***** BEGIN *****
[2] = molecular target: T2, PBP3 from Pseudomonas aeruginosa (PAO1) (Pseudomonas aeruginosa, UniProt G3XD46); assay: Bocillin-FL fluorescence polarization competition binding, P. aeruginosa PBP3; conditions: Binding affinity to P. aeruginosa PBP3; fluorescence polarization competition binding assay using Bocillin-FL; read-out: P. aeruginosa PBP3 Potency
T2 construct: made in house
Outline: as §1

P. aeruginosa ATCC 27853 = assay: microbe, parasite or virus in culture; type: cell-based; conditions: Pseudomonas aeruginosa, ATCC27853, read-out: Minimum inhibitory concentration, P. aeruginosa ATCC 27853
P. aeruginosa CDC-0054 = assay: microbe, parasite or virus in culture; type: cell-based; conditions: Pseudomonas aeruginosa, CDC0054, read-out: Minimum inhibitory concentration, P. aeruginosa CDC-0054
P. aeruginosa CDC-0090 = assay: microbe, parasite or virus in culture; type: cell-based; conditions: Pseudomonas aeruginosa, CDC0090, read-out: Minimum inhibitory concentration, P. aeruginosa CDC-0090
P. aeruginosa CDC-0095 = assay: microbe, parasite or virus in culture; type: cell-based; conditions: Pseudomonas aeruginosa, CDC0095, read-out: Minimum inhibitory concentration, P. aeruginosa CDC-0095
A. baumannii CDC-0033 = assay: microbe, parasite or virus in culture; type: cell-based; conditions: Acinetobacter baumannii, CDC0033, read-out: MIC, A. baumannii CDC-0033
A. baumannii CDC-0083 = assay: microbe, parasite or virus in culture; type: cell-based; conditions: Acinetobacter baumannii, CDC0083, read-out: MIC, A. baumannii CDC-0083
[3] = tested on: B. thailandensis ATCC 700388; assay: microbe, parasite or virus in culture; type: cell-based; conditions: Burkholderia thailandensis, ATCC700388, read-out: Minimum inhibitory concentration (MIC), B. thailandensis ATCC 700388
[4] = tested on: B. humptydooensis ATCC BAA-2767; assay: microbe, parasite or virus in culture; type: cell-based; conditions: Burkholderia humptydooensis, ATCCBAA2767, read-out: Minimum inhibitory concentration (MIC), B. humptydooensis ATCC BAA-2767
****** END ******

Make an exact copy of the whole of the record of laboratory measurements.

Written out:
[2] = molecular target: T2, PBP3 from Pseudomonas aeruginosa (PAO1) (Pseudomonas aeruginosa, UniProt G3XD46); assay: Bocillin-FL fluorescence polarization competition binding, P. aeruginosa PBP3; conditions: Binding affinity to P. aeruginosa PBP3; fluorescence polarization competition binding assay using Bocillin-FL; read-out: P. aeruginosa PBP3 Potency
T2 construct: made in house
Outline: as §1

P. aeruginosa ATCC 27853 = assay: microbe, parasite or virus in culture; type: cell-based; conditions: Pseudomonas aeruginosa, ATCC27853, read-out: Minimum inhibitory concentration, P. aeruginosa ATCC 27853
P. aeruginosa CDC-0054 = assay: microbe, parasite or virus in culture; type: cell-based; conditions: Pseudomonas aeruginosa, CDC0054, read-out: Minimum inhibitory concentration, P. aeruginosa CDC-0054
P. aeruginosa CDC-0090 = assay: microbe, parasite or virus in culture; type: cell-based; conditions: Pseudomonas aeruginosa, CDC0090, read-out: Minimum inhibitory concentration, P. aeruginosa CDC-0090
P. aeruginosa CDC-0095 = assay: microbe, parasite or virus in culture; type: cell-based; conditions: Pseudomonas aeruginosa, CDC0095, read-out: Minimum inhibitory concentration, P. aeruginosa CDC-0095
A. baumannii CDC-0033 = assay: microbe, parasite or virus in culture; type: cell-based; conditions: Acinetobacter baumannii, CDC0033, read-out: MIC, A. baumannii CDC-0033
A. baumannii CDC-0083 = assay: microbe, parasite or virus in culture; type: cell-based; conditions: Acinetobacter baumannii, CDC0083, read-out: MIC, A. baumannii CDC-0083
[3] = tested on: B. thailandensis ATCC 700388; assay: microbe, parasite or virus in culture; type: cell-based; conditions: Burkholderia thailandensis, ATCC700388, read-out: Minimum inhibitory concentration (MIC), B. thailandensis ATCC 700388
[4] = tested on: B. humptydooensis ATCC BAA-2767; assay: microbe, parasite or virus in culture; type: cell-based; conditions: Burkholderia humptydooensis, ATCCBAA2767, read-out: Minimum inhibitory concentration (MIC), B. humptydooensis ATCC BAA-2767